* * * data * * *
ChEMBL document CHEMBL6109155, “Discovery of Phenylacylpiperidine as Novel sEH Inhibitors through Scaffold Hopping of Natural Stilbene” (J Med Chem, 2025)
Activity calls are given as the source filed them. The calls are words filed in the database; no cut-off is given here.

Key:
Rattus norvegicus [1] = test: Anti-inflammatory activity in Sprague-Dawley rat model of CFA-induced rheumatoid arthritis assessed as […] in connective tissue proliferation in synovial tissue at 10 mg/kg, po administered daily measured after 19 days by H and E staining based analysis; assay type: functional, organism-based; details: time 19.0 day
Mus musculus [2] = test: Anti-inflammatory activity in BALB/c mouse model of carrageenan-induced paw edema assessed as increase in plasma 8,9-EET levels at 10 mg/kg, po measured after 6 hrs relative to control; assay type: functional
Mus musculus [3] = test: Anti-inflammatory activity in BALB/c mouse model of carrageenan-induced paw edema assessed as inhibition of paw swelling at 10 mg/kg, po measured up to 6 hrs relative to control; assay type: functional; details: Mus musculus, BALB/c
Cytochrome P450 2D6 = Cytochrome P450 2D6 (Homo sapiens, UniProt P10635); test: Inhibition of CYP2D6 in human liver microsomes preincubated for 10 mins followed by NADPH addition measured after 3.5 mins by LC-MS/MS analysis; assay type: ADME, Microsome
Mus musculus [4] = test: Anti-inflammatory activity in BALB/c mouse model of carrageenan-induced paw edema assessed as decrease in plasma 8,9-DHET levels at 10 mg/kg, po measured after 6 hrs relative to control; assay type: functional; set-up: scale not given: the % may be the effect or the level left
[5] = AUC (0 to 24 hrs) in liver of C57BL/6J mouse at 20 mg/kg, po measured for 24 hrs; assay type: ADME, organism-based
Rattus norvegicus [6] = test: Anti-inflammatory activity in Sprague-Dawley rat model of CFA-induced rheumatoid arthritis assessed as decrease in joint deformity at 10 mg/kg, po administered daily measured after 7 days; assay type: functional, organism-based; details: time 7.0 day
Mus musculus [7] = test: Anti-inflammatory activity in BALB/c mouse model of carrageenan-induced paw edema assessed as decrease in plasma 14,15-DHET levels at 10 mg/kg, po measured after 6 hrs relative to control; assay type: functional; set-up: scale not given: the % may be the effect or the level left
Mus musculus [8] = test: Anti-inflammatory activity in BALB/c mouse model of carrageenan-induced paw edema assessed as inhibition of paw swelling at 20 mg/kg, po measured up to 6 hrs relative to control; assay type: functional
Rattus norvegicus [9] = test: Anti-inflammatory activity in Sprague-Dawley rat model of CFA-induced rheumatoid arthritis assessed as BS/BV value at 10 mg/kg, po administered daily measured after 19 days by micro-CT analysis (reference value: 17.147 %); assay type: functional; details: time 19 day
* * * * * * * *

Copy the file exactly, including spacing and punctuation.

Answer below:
ChEMBL document CHEMBL6109155, “Discovery of Phenylacylpiperidine as Novel sEH Inhibitors through Scaffold Hopping of Natural Stilbene” (J Med Chem, 2025)
Activity calls are given as the source filed them. The calls are words filed in the database; no cut-off is given here.

Key:
Rattus norvegicus [1] = test: Anti-inflammatory activity in Sprague-Dawley rat model of CFA-induced rheumatoid arthritis assessed as […] in connective tissue proliferation in synovial tissue at 10 mg/kg, po administered daily measured after 19 days by H and E staining based analysis; assay type: functional, organism-based; details: time 19.0 day
Mus musculus [2] = test: Anti-inflammatory activity in BALB/c mouse model of carrageenan-induced paw edema assessed as increase in plasma 8,9-EET levels at 10 mg/kg, po measured after 6 hrs relative to control; assay type: functional
Mus musculus [3] = test: Anti-inflammatory activity in BALB/c mouse model of carrageenan-induced paw edema assessed as inhibition of paw swelling at 10 mg/kg, po measured up to 6 hrs relative to control; assay type: functional; details: Mus musculus, BALB/c
Cytochrome P450 2D6 = Cytochrome P450 2D6 (Homo sapiens, UniProt P10635); test: Inhibition of CYP2D6 in human liver microsomes preincubated for 10 mins followed by NADPH addition measured after 3.5 mins by LC-MS/MS analysis; assay type: ADME, Microsome
Mus musculus [4] = test: Anti-inflammatory activity in BALB/c mouse model of carrageenan-induced paw edema assessed as decrease in plasma 8,9-DHET levels at 10 mg/kg, po measured after 6 hrs relative to control; assay type: functional; set-up: scale not given: the % may be the effect or the level left
[5] = AUC (0 to 24 hrs) in liver of C57BL/6J mouse at 20 mg/kg, po measured for 24 hrs; assay type: ADME, organism-based
Rattus norvegicus [6] = test: Anti-inflammatory activity in Sprague-Dawley rat model of CFA-induced rheumatoid arthritis assessed as decrease in joint deformity at 10 mg/kg, po administered daily measured after 7 days; assay type: functional, organism-based; details: time 7.0 day
Mus musculus [7] = test: Anti-inflammatory activity in BALB/c mouse model of carrageenan-induced paw edema assessed as decrease in plasma 14,15-DHET levels at 10 mg/kg, po measured after 6 hrs relative to control; assay type: functional; set-up: scale not given: the % may be the effect or the level left
Mus musculus [8] = test: Anti-inflammatory activity in BALB/c mouse model of carrageenan-induced paw edema assessed as inhibition of paw swelling at 20 mg/kg, po measured up to 6 hrs relative to control; assay type: functional
Rattus norvegicus [9] = test: Anti-inflammatory activity in Sprague-Dawley rat model of CFA-induced rheumatoid arthritis assessed as BS/BV value at 10 mg/kg, po administered daily measured after 19 days by micro-CT analysis (reference value: 17.147 %); assay type: functional; details: time 19 day